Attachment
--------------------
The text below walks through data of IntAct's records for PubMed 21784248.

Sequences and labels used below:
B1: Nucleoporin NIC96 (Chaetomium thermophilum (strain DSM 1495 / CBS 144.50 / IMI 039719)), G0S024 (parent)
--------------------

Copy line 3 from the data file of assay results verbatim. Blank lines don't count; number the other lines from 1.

B1: Nucleoporin NIC96 (Chaetomium thermophilum (strain DSM 1495 / CBS 144.50 / IMI 039719)), G0S024 (parent)